Not an unreasonable cause for the lack of Harvard support in the West may be found to some degree in the-treatment given here to students transferring from other colleges. Instead of a consideration of the previous scholastic training of the previous scholastic training of the transfer student, with a view to facilitating his rapid entrance into under-graduate life; the University has in the past assumed towards him a rigorous attitude, has appended to his surname the undignified tag of "Unc", and thereby deprived him of all but purely scholastic training until such time as he may have demonstrated that he be worthy of assignment to a class. The ruling made yesterday by the Faculty for his provisional recognition upon entrance will do much to make pleasanter the first year of the transfer man.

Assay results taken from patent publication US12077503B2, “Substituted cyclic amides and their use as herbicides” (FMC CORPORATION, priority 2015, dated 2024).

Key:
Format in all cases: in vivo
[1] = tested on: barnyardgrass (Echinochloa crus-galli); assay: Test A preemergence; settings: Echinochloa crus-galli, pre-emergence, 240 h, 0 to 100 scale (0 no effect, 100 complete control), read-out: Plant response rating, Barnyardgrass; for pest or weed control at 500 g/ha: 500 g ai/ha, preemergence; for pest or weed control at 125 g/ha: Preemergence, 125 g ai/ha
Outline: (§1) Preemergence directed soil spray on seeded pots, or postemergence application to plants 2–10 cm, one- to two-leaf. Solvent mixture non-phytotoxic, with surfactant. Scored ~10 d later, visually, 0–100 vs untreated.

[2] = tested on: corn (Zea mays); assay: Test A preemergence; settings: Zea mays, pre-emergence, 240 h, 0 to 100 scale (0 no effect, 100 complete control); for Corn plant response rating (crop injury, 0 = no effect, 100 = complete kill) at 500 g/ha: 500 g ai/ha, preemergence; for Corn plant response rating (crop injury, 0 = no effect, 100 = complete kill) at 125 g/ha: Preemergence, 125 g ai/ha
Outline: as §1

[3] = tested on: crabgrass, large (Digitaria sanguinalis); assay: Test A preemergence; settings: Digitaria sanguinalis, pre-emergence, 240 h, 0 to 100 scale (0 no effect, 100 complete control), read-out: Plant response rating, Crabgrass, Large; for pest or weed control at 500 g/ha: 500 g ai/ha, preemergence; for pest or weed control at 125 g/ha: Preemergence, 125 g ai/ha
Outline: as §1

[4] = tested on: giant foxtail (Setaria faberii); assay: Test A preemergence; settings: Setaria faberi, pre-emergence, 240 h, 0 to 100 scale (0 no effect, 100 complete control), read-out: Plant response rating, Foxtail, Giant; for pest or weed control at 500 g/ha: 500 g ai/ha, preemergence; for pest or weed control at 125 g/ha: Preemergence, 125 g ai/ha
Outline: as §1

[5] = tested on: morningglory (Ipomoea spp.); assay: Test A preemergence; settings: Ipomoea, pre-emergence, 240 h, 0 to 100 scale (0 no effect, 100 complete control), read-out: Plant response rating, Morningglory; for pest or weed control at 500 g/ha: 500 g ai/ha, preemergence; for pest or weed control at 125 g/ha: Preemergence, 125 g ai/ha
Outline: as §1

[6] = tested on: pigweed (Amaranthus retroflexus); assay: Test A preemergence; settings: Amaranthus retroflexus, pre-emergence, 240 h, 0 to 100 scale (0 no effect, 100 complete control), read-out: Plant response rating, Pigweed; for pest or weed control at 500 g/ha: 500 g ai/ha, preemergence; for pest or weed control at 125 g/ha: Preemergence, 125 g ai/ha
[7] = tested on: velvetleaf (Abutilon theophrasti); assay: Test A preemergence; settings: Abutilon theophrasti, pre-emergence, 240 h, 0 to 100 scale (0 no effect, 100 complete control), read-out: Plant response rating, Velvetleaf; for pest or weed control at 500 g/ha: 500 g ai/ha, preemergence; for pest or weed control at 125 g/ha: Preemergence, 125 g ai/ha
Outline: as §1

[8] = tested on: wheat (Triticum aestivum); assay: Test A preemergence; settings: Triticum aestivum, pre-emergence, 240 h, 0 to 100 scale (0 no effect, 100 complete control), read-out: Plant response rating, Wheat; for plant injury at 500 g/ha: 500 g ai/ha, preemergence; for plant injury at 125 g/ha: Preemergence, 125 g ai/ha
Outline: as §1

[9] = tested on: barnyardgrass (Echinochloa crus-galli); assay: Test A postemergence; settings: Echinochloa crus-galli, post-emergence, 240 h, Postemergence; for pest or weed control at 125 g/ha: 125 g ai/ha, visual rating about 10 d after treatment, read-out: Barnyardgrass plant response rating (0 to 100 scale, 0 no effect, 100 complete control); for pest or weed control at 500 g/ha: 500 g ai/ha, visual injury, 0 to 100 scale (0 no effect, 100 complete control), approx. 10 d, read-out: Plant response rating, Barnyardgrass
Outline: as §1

There were this year 279 students registered as Unclassified --the largest number in the history of the college. They, together with the ocC, and the Special students, constitute a detached group, the members of which are denied the privilege of association with a particular class. While there is a valid reason for the status of the men in the Special and ocC, category, those who are unfortunate enough to be designated as "Unc." 's a have been unnecessarily afflicted. The benefit of class membership include participation in the many social activities so integral a part of class life and the footing of a very tangible bound between classmates which in the Freshman year is the foundation of class unity later on. The Unclassified student, by the new degree, will no longer drift through the first and more important period of his Harvard life on a discouraging sea of isolation, but will early learn the advantages of being an acknowledged though provisional factor in class life.